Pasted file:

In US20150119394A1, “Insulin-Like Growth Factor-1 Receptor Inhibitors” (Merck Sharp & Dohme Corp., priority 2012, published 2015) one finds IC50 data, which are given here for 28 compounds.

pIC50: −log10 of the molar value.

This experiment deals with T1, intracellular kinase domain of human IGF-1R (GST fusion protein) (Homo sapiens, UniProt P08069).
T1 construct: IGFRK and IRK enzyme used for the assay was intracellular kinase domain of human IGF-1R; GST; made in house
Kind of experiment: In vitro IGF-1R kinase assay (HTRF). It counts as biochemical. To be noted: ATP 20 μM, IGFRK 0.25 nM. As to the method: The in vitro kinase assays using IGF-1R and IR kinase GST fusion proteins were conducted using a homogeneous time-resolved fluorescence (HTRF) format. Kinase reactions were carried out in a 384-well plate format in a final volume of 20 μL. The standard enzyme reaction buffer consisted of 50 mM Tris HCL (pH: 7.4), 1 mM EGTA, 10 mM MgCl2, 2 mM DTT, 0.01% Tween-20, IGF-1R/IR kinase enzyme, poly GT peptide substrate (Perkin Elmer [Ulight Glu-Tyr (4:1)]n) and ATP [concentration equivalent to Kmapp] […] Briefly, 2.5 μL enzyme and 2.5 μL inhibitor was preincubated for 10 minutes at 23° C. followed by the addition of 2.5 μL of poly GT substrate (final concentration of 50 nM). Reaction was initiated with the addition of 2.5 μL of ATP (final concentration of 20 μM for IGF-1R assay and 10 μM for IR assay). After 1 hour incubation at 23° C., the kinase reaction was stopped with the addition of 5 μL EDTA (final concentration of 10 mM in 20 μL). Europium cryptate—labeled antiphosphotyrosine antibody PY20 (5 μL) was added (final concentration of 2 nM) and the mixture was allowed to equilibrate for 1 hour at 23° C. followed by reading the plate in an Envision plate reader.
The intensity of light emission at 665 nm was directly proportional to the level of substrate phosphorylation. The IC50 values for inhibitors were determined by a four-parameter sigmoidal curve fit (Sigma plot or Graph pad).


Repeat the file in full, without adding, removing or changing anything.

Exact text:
In US20150119394A1, “Insulin-Like Growth Factor-1 Receptor Inhibitors” (Merck Sharp & Dohme Corp., priority 2012, published 2015) one finds IC50 data, which are given here for 28 compounds.

pIC50: −log10 of the molar value.

This experiment deals with T1, intracellular kinase domain of human IGF-1R (GST fusion protein) (Homo sapiens, UniProt P08069).
T1 construct: IGFRK and IRK enzyme used for the assay was intracellular kinase domain of human IGF-1R; GST; made in house
Kind of experiment: In vitro IGF-1R kinase assay (HTRF). It counts as biochemical. To be noted: ATP 20 μM, IGFRK 0.25 nM. As to the method: The in vitro kinase assays using IGF-1R and IR kinase GST fusion proteins were conducted using a homogeneous time-resolved fluorescence (HTRF) format. Kinase reactions were carried out in a 384-well plate format in a final volume of 20 μL. The standard enzyme reaction buffer consisted of 50 mM Tris HCL (pH: 7.4), 1 mM EGTA, 10 mM MgCl2, 2 mM DTT, 0.01% Tween-20, IGF-1R/IR kinase enzyme, poly GT peptide substrate (Perkin Elmer [Ulight Glu-Tyr (4:1)]n) and ATP [concentration equivalent to Kmapp] […] Briefly, 2.5 μL enzyme and 2.5 μL inhibitor was preincubated for 10 minutes at 23° C. followed by the addition of 2.5 μL of poly GT substrate (final concentration of 50 nM). Reaction was initiated with the addition of 2.5 μL of ATP (final concentration of 20 μM for IGF-1R assay and 10 μM for IR assay). After 1 hour incubation at 23° C., the kinase reaction was stopped with the addition of 5 μL EDTA (final concentration of 10 mM in 20 μL). Europium cryptate—labeled antiphosphotyrosine antibody PY20 (5 μL) was added (final concentration of 2 nM) and the mixture was allowed to equilibrate for 1 hour at 23° C. followed by reading the plate in an Envision plate reader.
The intensity of light emission at 665 nm was directly proportional to the level of substrate phosphorylation. The IC50 values for inhibitors were determined by a four-parameter sigmoidal curve fit (Sigma plot or Graph pad).